By Martyn Clayton
There’d been another pot-hole death. A teenage boy on a trip with his school had got stuck just as the relentless rain that had cursed the summer prompted an underground river to break its usual subterranean route. It seeped between gaps in the limestone, found its way down hidden passages before breaking forth onto the frightened face of the blond boy from the city. The peat filled water ran over him like a second baptism, filling the small gap where he was lodged. As his teacher and the caving instructors tried to free him his life slowly ebbed away. When they cut him open his lungs were full of peat from the high moors above his head. Upon hearing this news many people whose lives had hitherto been busy and untroubled by too much self-examination felt chilled by a new kind of loneliness.
Dora had been one of them. She’d spread out the newspaper on the counter to read about the boy. Photos of him in his uniform, pictures of his parents and their detached house on a new estate at the edge of York, another of teenage girls with tear-smudged eyeliner their arms around each other laying flowers at impromptu shrines. There was a photo of the teacher, and the instructor in happier times.
The shop bell rang. A couple entered. Judging by their attire they were tourists rather than walkers. The kind who frequently browsed in the shop but rarely bought anything.
The man was middle-aged, his partner maybe a little younger. She was mousy and had a shy disposition, he was plain and sallow and something about them told Dora they’d recently found one another. He was perhaps uncomfortable with women. She was searching for a father figure. It was a relationship based on mutual convenience never of great passion.
Feelings felt too intently were not the best things to have. The photos of the drowned boy’s mother spoke of too much passion. The parents looked older. It might be the ravages of tragedy that had written some extra years on their faces. The Archbishop had been on the radio asking people to pray for them and despite Dora’s atheism she said some quick words under her breath. The man found a book about local topography and placed it down on the counter. He stood there unsmiling waiting for Dora to look up from her newspaper. With a feeling that someone had just walked over her grave, a startled Dora raised her head;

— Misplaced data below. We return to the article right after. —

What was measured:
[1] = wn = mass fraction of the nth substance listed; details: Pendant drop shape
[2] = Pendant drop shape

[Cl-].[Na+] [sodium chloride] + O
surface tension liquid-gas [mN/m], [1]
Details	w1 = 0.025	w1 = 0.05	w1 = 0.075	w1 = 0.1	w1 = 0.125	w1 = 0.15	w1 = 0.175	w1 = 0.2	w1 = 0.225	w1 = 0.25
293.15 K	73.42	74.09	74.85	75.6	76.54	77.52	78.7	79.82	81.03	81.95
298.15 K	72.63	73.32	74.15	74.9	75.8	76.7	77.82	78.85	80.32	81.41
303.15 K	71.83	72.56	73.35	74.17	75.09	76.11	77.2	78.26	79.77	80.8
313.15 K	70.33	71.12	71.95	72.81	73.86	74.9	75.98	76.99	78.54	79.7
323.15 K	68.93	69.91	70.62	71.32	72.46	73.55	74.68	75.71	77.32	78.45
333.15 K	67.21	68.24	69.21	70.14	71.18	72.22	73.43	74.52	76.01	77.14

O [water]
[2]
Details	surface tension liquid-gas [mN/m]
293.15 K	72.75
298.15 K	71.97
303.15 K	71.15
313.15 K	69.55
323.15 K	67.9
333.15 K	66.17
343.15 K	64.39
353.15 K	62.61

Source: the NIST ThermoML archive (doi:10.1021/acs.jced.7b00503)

“I’m so sorry. I was reading about the boy. Terrible isn’t it.”
“What boy?” asked the man.
“This one.” She pointed at his photo in the newspaper but the man didn’t look down. “The one who died down the pot-hole. So sad.”
“I’m not aware of that boy,” said the man. “This book please.” He tapped the book and looked at her. His companion stood behind him now, her eyes cast demurely towards the floor. The man was staring. He might be an academic or a research scientist or someone whose lack of emotional intelligence had meant he failed to achieve his potential. He was hard to place economically. The clothes didn’t tell you anything. His vowels were non-descript and estuarine.
Dora opened the cover of the book and saw the pencil price she’d written when it first arrived. She suspected it was one of Darren’s. He did the car boot sales. He drove across the market towns of the rural high north picking up books and ornaments and pieces of ephemera. Then he’d roll up unannounced and unexpected with a box of something for whatever seller of second hand goods seemed most likely to buy. Most of the books he found were rubbish, mass market paperbacks, celebrity autobiographies and the like. Dora bought whatever he had bagging up the dross for charity shops, picking out what was worth keeping. Darren had carried his redundancy too heavily and needed all the encouragement she could give him.
“Two pounds please.” She put the book in a brown paper bag as the man handed over a five pound note. She slipped in one of the shop’s bookmarks and gave him his change. He didn’t crack a smile.
The man glanced at the newspaper.
“Died in a pot-hole you say.”
“I never see the point of pot-holing,” said the man. “If I want to know what it’s like to be trapped in a confined space I usually just hide beneath the bed.” His companion put her hand to her mouth and laughed guiltily. Dora pictured the man’s blank face sinking deep into a black morass of cold peaty water his position marked only by a floating bookmark.
Martyn Clayton is a writer of short fiction based in York.